The first time I taught out of Joel’s text, I had no idea where I was going to put the semester break. I enjoyed how well each chapter flowed into the next, but that left me wondering where to put a five-week break. I was used to a traditional ordering of subject which resulted in the first semester ending with alkynes, and the second semester starting with oxidation and reduction reagents. With Karty, I planned to start my second semester with a review of Chapter 7, “An Overview of the Most Common Elementary Steps.” As Nathan Duncan wrote about in his post “An Easy Transition into the Second Semester,” Chapter 7 is a great way to refresh students’ memories and set the stage for the new material, since it allows us to revisit the heart of the text and the course. But refresh student’s memories from where into what?
Last year, I ended first semester with Chapter 10, “Nucleophilic Substitution and Elimination Reactions 2,” so that I could keep Chapters 11 and 12 (“Electrophilic Addition to Nonpolar π Bonds 1 and 2”) together. This gave me extra time to work through problems in the first semester, which is always good, but left me seriously short on time in the second semester to cover all the material I wanted to cover. I suspect that I was too worried about breaking up topics, not realizing how much a difference Chapter 7 made in their understanding. Indeed, students seemed to remember a great deal more from the previous semester than was typical for my class, and we were able to hit the ground running in January. In addition, and like Anne Wilson in “The Right Time for Synthesis,” I found that waiting until February to cover Chapter 13, “Organic Synthesis 1 Beginning Concepts,” too long to introduce the writing of reactions and retrosynthetic analysis.
So this year, I set the pace for the first semester to what I thought was practical, which meant I ended with Chapter 11. I broke up my topics and didn’t worry about the split. I trusted that the strong foundation students built in Chapter 7 would make picking up the topic reasonable if not easy. I also integrated many Chapter 13 topics throughout the first semester when appropriate. Topics such as “writing the reactions of an organic synthesis” and “cataloging reactions” might not have been explicitly taught in the text before Chapter 13, but they are so fundamental to how we talk about organic chemistry it is easy and natural to pull them in as occasional asides. I did not officially cover Chapter 13 in the first semester, but by December I found that much of the material had been introduced as part of explaining example problems or working through homework questions.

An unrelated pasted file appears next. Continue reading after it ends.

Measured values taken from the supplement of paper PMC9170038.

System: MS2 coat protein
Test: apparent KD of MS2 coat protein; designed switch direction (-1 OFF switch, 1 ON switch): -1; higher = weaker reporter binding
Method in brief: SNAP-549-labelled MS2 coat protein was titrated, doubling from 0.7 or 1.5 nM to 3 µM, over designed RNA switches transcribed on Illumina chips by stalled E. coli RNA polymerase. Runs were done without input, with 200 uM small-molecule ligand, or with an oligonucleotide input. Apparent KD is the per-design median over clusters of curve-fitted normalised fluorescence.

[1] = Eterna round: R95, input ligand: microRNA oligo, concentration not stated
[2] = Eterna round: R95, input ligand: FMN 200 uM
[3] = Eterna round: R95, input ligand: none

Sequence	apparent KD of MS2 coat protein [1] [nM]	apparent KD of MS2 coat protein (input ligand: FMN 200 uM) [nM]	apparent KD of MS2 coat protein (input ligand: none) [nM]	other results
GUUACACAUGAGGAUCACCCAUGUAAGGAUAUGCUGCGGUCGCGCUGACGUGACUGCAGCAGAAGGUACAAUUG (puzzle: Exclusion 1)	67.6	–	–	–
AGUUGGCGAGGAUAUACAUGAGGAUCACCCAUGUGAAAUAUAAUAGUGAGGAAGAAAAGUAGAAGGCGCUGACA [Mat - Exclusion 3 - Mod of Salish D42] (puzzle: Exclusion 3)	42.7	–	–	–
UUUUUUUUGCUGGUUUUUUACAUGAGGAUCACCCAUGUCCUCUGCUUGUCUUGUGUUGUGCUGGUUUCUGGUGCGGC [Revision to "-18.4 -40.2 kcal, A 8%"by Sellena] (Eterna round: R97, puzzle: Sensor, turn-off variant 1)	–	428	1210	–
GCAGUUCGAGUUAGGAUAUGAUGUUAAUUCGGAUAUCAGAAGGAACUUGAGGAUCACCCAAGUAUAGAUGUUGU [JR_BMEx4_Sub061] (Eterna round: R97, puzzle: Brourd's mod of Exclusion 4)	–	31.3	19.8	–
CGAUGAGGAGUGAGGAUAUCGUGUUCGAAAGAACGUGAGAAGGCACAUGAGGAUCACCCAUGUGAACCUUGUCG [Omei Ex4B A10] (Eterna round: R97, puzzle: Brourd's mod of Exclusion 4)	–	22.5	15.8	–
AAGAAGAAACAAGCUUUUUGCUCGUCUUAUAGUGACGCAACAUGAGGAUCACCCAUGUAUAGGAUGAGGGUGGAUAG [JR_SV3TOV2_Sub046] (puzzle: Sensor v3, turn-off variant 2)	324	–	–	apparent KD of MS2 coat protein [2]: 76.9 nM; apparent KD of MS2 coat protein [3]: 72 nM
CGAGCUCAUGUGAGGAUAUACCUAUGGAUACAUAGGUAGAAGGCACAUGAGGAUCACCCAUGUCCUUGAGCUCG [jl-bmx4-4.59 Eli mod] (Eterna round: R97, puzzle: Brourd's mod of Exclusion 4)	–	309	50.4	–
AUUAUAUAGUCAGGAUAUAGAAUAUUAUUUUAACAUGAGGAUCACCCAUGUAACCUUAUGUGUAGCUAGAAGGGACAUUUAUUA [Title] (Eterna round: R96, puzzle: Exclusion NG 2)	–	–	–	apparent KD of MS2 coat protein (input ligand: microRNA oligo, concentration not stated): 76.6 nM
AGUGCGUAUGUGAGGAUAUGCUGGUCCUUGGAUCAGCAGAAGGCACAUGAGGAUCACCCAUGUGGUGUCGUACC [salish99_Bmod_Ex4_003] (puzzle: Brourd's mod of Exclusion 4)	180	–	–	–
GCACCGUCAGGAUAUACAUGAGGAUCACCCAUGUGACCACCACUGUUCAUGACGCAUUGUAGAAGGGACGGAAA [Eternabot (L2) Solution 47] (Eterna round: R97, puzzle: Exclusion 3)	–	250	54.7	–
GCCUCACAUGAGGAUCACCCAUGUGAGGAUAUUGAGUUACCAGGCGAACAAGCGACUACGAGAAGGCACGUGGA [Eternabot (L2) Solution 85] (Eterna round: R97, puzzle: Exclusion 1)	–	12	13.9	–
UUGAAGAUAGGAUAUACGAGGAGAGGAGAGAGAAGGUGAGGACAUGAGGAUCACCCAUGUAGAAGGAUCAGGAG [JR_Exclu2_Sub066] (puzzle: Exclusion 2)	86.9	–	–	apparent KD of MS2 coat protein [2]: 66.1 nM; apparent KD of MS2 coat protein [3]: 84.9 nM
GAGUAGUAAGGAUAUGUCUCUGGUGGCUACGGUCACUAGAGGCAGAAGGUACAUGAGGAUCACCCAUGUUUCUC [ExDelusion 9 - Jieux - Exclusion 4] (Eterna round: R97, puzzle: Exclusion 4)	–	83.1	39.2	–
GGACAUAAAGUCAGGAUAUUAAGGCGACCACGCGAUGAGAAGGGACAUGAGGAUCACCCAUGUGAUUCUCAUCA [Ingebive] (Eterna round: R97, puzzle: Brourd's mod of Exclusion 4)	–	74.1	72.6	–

I started the second semester as I had planned with a review of Chapter 7, and then went straight into Chapter 13, treating it almost as a review as well. I kept reminding students that they knew much of this material, that we were simply discussing it all in one chapter to help remind us of problem solving process and the methodology of reaction expression. This worked extremely well. Going through the basic mechanistic steps in Chapter 7 refreshed their memories and built up their confidence (they too were worried about what they might have forgotten over break). And while Chapter 13 was a “new” chapter, it also felt like review and reinforcement, further building their confidence and comfort level.
Another benefit to starting with Chapter 13 was that it helped break down a barrier to understanding that I’d never considered before this January. I did not realize how much of my start of the semester difficulties came from students simply reverting back to their fear of complex-looking chemical syntheses. By December, they would be comfortable with line drawings and reagents and multiple modes of expression of a chemical reaction. But come January, they would again be intimidated by all that chalk on the board. Last year, using Joel’s text, the first time I explicitly discussed these ideas was in Chapter 13, which was not the right place for my class. Before Joel’s text, I taught those concepts early in the fall but did not review them in January, leading to many of my students struggling in January and February. Simply taking the time to remind them of what they already knew, integrating Chapter 13 early on, and then teaching it as a review in January after a Chapter 7 review, has led to the most productive start of the semester that I have had in organic chemistry.
-Michelle Boucher, Utica College